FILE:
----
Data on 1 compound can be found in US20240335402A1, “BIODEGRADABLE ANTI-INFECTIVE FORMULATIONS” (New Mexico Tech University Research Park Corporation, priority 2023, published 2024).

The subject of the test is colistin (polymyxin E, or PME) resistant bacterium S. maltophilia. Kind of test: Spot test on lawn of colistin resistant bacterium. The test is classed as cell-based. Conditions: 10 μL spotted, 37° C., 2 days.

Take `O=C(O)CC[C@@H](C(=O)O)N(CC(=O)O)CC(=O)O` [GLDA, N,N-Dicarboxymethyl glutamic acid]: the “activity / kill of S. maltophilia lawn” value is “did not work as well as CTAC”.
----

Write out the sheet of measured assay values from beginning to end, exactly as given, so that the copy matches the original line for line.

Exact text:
Data on 1 compound can be found in US20240335402A1, “BIODEGRADABLE ANTI-INFECTIVE FORMULATIONS” (New Mexico Tech University Research Park Corporation, priority 2023, published 2024).

The subject of the test is colistin (polymyxin E, or PME) resistant bacterium S. maltophilia. Kind of test: Spot test on lawn of colistin resistant bacterium. The test is classed as cell-based. Conditions: 10 μL spotted, 37° C., 2 days.

Take `O=C(O)CC[C@@H](C(=O)O)N(CC(=O)O)CC(=O)O` [GLDA, N,N-Dicarboxymethyl glutamic acid]: the “activity / kill of S. maltophilia lawn” value is “did not work as well as CTAC”.